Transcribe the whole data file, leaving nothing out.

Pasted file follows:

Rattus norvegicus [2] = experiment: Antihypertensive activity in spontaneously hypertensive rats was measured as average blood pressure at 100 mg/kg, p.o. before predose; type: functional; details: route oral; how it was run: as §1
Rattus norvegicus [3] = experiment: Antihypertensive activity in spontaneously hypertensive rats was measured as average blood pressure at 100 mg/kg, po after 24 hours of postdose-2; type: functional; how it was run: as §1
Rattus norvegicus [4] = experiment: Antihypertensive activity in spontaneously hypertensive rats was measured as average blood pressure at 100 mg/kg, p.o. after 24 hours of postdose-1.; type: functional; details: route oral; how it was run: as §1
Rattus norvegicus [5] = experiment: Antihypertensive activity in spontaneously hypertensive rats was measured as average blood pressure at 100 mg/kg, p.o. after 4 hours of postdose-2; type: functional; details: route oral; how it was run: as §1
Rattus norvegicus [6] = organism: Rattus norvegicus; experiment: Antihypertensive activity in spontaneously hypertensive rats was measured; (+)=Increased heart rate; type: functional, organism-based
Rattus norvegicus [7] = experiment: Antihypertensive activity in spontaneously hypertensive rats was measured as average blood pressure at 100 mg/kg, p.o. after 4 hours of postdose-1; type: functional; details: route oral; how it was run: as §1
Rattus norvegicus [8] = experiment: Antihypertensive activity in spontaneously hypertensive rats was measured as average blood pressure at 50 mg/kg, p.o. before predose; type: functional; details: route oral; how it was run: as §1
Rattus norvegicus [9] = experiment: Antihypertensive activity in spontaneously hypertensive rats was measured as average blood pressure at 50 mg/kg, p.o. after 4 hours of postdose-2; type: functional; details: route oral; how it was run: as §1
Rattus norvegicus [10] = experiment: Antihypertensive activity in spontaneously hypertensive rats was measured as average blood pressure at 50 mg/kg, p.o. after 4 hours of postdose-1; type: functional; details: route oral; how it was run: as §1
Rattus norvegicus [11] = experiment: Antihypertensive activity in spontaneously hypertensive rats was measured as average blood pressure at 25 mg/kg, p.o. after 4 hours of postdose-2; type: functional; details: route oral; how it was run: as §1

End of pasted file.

Rattus norvegicus [2] = experiment: Antihypertensive activity in spontaneously hypertensive rats was measured as average blood pressure at 100 mg/kg, p.o. before predose; type: functional; details: route oral; how it was run: as §1
Rattus norvegicus [3] = experiment: Antihypertensive activity in spontaneously hypertensive rats was measured as average blood pressure at 100 mg/kg, po after 24 hours of postdose-2; type: functional; how it was run: as §1
Rattus norvegicus [4] = experiment: Antihypertensive activity in spontaneously hypertensive rats was measured as average blood pressure at 100 mg/kg, p.o. after 24 hours of postdose-1.; type: functional; details: route oral; how it was run: as §1
Rattus norvegicus [5] = experiment: Antihypertensive activity in spontaneously hypertensive rats was measured as average blood pressure at 100 mg/kg, p.o. after 4 hours of postdose-2; type: functional; details: route oral; how it was run: as §1
Rattus norvegicus [6] = organism: Rattus norvegicus; experiment: Antihypertensive activity in spontaneously hypertensive rats was measured; (+)=Increased heart rate; type: functional, organism-based
Rattus norvegicus [7] = experiment: Antihypertensive activity in spontaneously hypertensive rats was measured as average blood pressure at 100 mg/kg, p.o. after 4 hours of postdose-1; type: functional; details: route oral; how it was run: as §1
Rattus norvegicus [8] = experiment: Antihypertensive activity in spontaneously hypertensive rats was measured as average blood pressure at 50 mg/kg, p.o. before predose; type: functional; details: route oral; how it was run: as §1
Rattus norvegicus [9] = experiment: Antihypertensive activity in spontaneously hypertensive rats was measured as average blood pressure at 50 mg/kg, p.o. after 4 hours of postdose-2; type: functional; details: route oral; how it was run: as §1
Rattus norvegicus [10] = experiment: Antihypertensive activity in spontaneously hypertensive rats was measured as average blood pressure at 50 mg/kg, p.o. after 4 hours of postdose-1; type: functional; details: route oral; how it was run: as §1
Rattus norvegicus [11] = experiment: Antihypertensive activity in spontaneously hypertensive rats was measured as average blood pressure at 25 mg/kg, p.o. after 4 hours of postdose-2; type: functional; details: route oral; how it was run: as §1